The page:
Given the leeway allowed private schools (which home schools in Texas legally are) to approve any firearm program at all, it’s clear that the plaintiffs have sufficient relief from any alleged prohibition in their private residence. It would seem that the court has grounds to throw the suit out of court for insufficient standing: there is no demonstrable evidence of harm to the plaintiffs.

Furthermore, HSLDA’s complaint embodies a CONTRADICTION. On the one hand the plaintiffs acknowledge their private school status for the purpose of education. On the other hand they deny it for the purpose of firearm possession.


Will the court dismiss the complaint, or will it decide to recognize a difference between “home schools” and “private schools?” That’s the risk, and the repercussions would adversely affect home schools not just in Texas, but AL, AK, CA, CT, DE, IA, ID, IL, IN, KS, KY, MA, NB, NJ, OK and SD.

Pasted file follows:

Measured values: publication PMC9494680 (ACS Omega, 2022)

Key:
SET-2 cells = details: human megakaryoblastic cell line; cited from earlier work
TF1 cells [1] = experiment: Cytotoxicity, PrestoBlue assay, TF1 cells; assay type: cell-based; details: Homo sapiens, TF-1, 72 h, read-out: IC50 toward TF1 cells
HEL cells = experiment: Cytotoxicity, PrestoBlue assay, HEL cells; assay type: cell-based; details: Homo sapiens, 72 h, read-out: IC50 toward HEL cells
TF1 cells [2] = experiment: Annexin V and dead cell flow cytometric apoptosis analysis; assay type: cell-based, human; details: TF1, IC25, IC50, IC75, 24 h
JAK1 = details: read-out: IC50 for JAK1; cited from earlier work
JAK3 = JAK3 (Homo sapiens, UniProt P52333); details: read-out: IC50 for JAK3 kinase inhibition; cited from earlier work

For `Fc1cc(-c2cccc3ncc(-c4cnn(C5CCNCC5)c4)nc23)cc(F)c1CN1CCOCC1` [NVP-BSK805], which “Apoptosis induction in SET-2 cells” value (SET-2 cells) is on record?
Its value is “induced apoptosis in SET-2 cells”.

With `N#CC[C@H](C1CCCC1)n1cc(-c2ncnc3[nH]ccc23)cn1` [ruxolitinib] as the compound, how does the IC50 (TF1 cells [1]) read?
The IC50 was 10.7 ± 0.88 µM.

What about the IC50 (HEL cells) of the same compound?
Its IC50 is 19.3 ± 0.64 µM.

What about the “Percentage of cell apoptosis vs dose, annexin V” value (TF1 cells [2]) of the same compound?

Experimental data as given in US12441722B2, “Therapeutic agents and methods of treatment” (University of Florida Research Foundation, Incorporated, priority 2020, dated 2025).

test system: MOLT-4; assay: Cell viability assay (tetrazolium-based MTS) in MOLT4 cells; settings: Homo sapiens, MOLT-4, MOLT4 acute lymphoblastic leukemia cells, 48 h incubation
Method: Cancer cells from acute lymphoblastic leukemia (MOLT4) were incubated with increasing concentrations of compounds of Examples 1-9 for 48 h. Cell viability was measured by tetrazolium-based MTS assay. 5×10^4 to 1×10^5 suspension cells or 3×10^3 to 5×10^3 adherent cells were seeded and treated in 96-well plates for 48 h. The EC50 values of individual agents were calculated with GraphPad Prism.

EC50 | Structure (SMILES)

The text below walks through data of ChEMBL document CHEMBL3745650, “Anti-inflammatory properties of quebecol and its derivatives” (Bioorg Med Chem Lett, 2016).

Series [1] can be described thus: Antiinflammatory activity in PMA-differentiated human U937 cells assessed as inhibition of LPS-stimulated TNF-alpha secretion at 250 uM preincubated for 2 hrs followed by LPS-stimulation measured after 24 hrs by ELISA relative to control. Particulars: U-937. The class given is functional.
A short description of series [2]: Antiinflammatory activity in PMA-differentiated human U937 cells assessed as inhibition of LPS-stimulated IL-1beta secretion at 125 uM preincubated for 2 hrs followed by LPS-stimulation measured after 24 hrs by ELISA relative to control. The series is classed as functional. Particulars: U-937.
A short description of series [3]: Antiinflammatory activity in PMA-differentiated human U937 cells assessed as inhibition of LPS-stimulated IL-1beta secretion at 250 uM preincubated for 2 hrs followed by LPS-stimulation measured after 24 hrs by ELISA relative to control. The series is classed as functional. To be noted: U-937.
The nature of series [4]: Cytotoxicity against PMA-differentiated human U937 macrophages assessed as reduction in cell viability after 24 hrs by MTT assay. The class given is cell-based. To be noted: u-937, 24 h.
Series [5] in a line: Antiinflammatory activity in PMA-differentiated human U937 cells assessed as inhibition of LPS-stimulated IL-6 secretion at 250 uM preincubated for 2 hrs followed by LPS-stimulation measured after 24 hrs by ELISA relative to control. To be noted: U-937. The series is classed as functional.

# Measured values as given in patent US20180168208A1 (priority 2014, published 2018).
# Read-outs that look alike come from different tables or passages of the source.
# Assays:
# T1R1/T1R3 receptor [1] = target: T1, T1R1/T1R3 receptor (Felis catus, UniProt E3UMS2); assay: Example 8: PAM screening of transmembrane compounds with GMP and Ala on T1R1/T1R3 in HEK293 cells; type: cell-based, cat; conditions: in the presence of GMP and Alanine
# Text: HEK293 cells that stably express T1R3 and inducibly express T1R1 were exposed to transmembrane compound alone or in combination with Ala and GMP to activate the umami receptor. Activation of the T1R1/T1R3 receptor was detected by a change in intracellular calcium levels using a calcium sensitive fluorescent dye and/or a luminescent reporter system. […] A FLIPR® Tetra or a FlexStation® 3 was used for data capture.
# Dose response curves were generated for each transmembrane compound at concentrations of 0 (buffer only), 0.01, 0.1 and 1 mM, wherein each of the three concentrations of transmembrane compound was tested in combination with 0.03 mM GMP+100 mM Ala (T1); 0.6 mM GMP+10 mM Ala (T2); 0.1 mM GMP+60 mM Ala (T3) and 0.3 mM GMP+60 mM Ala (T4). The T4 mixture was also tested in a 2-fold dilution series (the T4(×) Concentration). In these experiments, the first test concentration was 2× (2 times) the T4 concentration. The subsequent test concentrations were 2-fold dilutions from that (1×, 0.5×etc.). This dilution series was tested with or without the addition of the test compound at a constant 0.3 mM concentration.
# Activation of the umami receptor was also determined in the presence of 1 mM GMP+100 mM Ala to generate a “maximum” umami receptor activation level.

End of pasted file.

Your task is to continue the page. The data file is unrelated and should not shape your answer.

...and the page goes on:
HSLDA asks that home schools be excluded from the meaning of “private school” — for the purpose of this Act only. However, if an exclusion is made EVEN ONCE, what would prevent any of the 17 states, or the federal government, from citing this decision as reason to deny home schools their “private school” status and use it as the gateway to regulate home school programs? This one judicial decision could revoke the “private school” status of nearly half the home schools in this country without the vote of a single State representative.

This is a centralized power grab. Make no mistake about it – a request for a declaratory judgment cannot be implemented WITHOUT a FEDERAL definition of “home schools.” Who will enforce it: the DOE, or perhaps the BATF?